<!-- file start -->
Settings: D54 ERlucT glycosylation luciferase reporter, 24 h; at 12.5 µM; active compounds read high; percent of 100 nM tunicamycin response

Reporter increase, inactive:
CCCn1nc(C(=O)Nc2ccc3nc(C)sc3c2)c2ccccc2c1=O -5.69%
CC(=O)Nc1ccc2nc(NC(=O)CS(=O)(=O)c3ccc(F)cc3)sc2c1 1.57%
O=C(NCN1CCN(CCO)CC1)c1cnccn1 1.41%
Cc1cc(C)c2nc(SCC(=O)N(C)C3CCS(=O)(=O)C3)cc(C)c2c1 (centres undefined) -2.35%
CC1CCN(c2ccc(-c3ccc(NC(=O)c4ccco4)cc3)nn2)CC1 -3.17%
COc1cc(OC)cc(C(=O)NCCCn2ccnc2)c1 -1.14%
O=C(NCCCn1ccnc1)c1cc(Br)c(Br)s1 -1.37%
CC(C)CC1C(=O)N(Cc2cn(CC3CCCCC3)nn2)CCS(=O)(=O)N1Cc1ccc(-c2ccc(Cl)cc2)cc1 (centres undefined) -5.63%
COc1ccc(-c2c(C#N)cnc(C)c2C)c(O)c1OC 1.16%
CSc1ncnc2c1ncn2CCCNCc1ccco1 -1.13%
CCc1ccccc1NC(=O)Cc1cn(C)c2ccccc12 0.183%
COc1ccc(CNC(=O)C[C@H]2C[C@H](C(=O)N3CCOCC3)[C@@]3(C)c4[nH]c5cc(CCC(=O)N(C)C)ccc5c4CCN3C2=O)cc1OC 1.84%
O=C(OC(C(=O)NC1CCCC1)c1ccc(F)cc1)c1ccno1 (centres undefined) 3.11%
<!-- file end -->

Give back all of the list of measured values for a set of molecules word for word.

Settings: D54 ERlucT glycosylation luciferase reporter, 24 h; at 12.5 µM; active compounds read high; percent of 100 nM tunicamycin response

Reporter increase, inactive:
CCCn1nc(C(=O)Nc2ccc3nc(C)sc3c2)c2ccccc2c1=O -5.69%
CC(=O)Nc1ccc2nc(NC(=O)CS(=O)(=O)c3ccc(F)cc3)sc2c1 1.57%
O=C(NCN1CCN(CCO)CC1)c1cnccn1 1.41%
Cc1cc(C)c2nc(SCC(=O)N(C)C3CCS(=O)(=O)C3)cc(C)c2c1 (centres undefined) -2.35%
CC1CCN(c2ccc(-c3ccc(NC(=O)c4ccco4)cc3)nn2)CC1 -3.17%
COc1cc(OC)cc(C(=O)NCCCn2ccnc2)c1 -1.14%
O=C(NCCCn1ccnc1)c1cc(Br)c(Br)s1 -1.37%
CC(C)CC1C(=O)N(Cc2cn(CC3CCCCC3)nn2)CCS(=O)(=O)N1Cc1ccc(-c2ccc(Cl)cc2)cc1 (centres undefined) -5.63%
COc1ccc(-c2c(C#N)cnc(C)c2C)c(O)c1OC 1.16%
CSc1ncnc2c1ncn2CCCNCc1ccco1 -1.13%
CCc1ccccc1NC(=O)Cc1cn(C)c2ccccc12 0.183%
COc1ccc(CNC(=O)C[C@H]2C[C@H](C(=O)N3CCOCC3)[C@@]3(C)c4[nH]c5cc(CCC(=O)N(C)C)ccc5c4CCN3C2=O)cc1OC 1.84%
O=C(OC(C(=O)NC1CCCC1)c1ccc(F)cc1)c1ccno1 (centres undefined) 3.11%